Yes, I think most understood from the start we're talking about root TLDs
(top-level domains) and not root servers.
And particular concern is not that TLDs operators maybe entities with high
commercial interest in those TLDs - I have no problem with this for NEW
tlds (BIZ, INFO, etc) if from the start its undertood how they would be
operated and I can hae a choice to register domain there or not.
The problem is with .COM, .NET, .ORG (and in part with .US) - these are
original TLDs on which the net was built and the were setup by ARPANET/NSF
-> US DOC before existance of ICANN and intrusted to be operated by NSI
as one of core services of internet (like dns root server, etc). They were
from the start services operated as public trust or similar and when ICANN
was being setup - it was also setup as a kind of public trust non-commercial
organiation in charge of internet core services (please, don't start debates
here on how "non-commercial" and "public" they are).
The arrangement was then made that separated then commercialized and highly
profitable domain registrar business from core registry (only in charge
of keeping actual tld registry functioning as service to registrars).
Again you can see the idea of keeping core of services as separate public
trust here while providing enough opportunities to run profitable business
on top of it (remember $35/domain verisign been charging originally...)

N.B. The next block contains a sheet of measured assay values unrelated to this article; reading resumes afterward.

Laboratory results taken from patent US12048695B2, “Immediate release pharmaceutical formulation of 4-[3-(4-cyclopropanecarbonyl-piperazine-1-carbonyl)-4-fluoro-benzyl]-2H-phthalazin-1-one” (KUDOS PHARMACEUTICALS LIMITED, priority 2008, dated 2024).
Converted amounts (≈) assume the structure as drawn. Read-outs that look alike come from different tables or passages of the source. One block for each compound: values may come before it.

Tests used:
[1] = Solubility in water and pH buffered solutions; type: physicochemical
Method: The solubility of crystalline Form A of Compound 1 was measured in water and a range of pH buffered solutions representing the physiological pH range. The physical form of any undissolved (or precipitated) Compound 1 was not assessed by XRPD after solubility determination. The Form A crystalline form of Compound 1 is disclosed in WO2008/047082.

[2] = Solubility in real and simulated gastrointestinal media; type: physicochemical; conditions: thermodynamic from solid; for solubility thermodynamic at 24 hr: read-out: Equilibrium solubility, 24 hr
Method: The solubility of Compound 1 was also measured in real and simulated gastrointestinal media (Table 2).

NSI is specifically required by the agreements they made to run registry
services completely separate from registrar and this was the basis of
agreement that allowed them to continue to be both registrar and registry
for .com / .net / .org domains.
And when charges of $6 were decided on for registry operations for each
domain, NSI was specifically asked to calculate real cost of providing
core registry services, they were trying to get away from answering this
question even then but I do believe US DOC forced them to provide enough
data to be able to calculate that $6 will be more then enough to keep
registry business running. If this is not so now (which is seen by the
fact that now NSI is trying to find ways to make additional revenue out
of registry), then NSI would need to go to ICANN and DoC and show them
that operating registry is not profitable for them and then they can
negotiate new appropriate fee for such services or ICANN can invite other
companiesto bid on providing the same services on the costs ICANN find
acceptable or smaller and operated as public trust to the community.
I personally think the best way to do is for ICANN to itself to setup two
new non-commecial entities to operate .COM and .NET (.ORG is already with
PIR) and require these entities to provide annual reports to ICANN (and to
the public) on how much money is being spent on operations, etc. If they
have a positive revenue from the services, this should go to special reserve
(part of that used possibly for grants for internet research like NSF was
doing originally) and amount of fees charged adjusted to more closely
reflect the real cost of operations.
Of course I'm just dreaming here talking about this perfect world order,
etc... (especially considering we could not even get ICANN to provide
complete details of their financial activites...).
But in any case, the point is that just like .COM .NET were originally
operated as public trust (and yes, I have couple domains I registered
before I was being charged any fees for it and agreed to any commercial
agreements now introduced by NSI, etc) this should be continued now and
NSI should not be allowed to use their registry services for commercial
activites going beyond what is necessary to keep the TLD registry running.
Sorry about long letter...